Having a CT scan - Transcript | Cancer Research UK
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Having a CT scan - Transcript

A CT scan helps your doctor make a diagnosis, decide about what treatment you need or find out if your treatment is working.

This type of scan takes a series of x-rays and uses a computer to put them together.

Before your scan you may need to drink either half a litre of water or a type of dye called a contrast medium. This helps to make the scan clearer.

Before most scans you have a small tube put into your vein which connects to a drip containing the dye. Again, this helps to show up the inside of your body more clearly on the scan.

During the scan the bed moves in and out of the scanner. You may find it a bit noisy.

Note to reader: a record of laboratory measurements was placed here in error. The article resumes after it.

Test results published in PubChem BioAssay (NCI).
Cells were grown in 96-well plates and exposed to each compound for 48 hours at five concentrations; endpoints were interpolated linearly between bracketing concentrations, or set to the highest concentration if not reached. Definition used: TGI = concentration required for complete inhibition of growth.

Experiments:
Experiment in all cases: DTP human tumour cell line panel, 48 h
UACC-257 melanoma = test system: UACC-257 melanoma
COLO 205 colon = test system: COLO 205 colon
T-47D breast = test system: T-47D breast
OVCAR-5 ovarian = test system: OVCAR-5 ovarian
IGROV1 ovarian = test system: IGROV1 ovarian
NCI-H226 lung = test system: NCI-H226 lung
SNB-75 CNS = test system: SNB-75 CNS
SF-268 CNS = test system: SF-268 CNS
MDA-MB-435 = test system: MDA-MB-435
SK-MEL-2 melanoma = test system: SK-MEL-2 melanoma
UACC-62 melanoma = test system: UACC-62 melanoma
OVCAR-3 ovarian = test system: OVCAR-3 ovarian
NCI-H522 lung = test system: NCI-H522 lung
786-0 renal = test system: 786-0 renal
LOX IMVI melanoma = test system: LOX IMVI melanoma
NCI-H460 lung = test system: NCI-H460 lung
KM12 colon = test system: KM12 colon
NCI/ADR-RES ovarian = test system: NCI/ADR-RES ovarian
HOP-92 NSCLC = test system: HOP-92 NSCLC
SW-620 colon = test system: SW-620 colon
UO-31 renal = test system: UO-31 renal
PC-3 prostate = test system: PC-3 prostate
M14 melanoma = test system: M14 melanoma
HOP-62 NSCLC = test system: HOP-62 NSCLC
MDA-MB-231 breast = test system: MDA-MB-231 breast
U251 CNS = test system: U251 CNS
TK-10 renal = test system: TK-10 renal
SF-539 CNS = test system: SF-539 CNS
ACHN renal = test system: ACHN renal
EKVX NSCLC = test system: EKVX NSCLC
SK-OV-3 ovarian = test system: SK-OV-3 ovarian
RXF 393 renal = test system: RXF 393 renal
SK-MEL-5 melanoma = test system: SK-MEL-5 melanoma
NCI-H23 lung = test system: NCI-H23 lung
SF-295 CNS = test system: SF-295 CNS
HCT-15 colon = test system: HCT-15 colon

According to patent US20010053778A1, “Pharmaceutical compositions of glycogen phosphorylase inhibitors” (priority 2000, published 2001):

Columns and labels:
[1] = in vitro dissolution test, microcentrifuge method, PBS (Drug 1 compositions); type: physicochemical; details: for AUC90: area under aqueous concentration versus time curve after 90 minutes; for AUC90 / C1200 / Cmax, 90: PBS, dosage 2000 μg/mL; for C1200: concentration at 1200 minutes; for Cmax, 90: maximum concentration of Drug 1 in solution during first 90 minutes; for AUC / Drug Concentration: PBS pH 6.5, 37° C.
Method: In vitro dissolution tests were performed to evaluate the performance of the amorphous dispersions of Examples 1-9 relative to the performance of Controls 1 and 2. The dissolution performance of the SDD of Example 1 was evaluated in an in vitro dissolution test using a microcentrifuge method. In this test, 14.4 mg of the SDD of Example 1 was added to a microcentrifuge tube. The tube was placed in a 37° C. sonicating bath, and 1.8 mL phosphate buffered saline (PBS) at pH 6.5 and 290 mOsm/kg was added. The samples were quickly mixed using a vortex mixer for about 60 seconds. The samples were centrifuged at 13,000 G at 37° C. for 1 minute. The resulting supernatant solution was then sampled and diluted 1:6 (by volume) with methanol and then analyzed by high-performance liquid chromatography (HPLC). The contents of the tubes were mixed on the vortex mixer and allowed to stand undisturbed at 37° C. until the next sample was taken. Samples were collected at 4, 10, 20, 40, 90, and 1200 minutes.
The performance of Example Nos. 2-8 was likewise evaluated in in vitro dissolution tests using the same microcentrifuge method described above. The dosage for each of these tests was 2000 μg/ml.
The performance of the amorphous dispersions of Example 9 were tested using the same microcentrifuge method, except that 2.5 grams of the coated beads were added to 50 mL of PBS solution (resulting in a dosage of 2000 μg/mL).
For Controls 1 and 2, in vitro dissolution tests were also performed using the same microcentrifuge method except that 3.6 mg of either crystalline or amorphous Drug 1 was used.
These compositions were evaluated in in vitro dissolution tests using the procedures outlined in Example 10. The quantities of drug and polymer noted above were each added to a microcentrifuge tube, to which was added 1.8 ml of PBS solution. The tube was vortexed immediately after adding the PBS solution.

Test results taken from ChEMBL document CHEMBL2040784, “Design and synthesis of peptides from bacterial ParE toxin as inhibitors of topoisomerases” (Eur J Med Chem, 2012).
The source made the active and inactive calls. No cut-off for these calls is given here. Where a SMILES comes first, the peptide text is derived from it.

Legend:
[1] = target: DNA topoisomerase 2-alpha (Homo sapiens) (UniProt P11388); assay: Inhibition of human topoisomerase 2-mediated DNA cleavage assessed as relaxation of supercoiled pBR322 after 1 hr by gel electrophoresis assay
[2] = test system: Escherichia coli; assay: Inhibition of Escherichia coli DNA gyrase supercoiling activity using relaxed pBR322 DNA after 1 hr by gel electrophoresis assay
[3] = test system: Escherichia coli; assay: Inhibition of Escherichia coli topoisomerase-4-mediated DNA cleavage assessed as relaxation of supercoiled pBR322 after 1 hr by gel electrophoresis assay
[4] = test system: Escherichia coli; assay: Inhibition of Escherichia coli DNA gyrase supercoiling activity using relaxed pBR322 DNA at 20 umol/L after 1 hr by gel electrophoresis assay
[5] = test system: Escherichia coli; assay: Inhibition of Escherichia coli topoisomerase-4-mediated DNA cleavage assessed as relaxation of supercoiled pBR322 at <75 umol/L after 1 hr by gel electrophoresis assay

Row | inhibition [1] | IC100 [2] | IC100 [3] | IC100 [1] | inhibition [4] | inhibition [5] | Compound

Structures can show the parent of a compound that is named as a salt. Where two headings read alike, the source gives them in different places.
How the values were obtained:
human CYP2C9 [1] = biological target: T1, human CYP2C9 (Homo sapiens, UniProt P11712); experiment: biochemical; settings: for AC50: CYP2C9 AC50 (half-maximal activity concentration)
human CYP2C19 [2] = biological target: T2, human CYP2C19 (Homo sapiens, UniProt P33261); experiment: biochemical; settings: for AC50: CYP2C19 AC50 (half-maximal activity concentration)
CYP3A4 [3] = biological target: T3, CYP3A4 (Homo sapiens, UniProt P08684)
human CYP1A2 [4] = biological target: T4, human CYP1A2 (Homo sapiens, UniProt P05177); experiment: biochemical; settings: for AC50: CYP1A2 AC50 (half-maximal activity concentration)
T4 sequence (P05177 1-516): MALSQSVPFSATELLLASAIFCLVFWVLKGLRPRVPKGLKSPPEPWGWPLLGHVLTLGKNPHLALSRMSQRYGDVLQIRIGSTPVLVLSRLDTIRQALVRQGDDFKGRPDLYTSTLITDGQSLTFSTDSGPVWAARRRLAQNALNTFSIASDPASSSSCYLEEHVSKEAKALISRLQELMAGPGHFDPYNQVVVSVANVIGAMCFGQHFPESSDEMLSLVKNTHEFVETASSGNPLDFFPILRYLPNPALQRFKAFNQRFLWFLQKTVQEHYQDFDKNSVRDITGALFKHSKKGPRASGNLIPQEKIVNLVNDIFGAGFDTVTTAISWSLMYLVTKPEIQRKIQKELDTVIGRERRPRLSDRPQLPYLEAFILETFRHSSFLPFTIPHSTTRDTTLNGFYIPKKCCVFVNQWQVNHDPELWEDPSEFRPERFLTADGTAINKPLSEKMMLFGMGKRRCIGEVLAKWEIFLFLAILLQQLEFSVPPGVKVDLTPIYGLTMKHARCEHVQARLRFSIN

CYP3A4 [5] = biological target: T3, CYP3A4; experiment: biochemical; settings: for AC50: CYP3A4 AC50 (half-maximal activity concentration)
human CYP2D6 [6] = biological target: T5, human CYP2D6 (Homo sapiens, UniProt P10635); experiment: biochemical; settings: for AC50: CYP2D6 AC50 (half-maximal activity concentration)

As the drip goes in you’ll probably get a metallic taste in your mouth, feel warm and you might think you are passing water, you’re not. These feelings pass quickly.

The radiographer controls the scan from a separate room. The CT machine takes pictures of your body from different angles and builds up a series of cross sections.

This creates a very detailed picture of the part of your body being scanned. Most scans take just a few minutes. The whole thing takes about 90 minutes and you usually get the results within a couple of weeks.

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Updated: 11 August 2016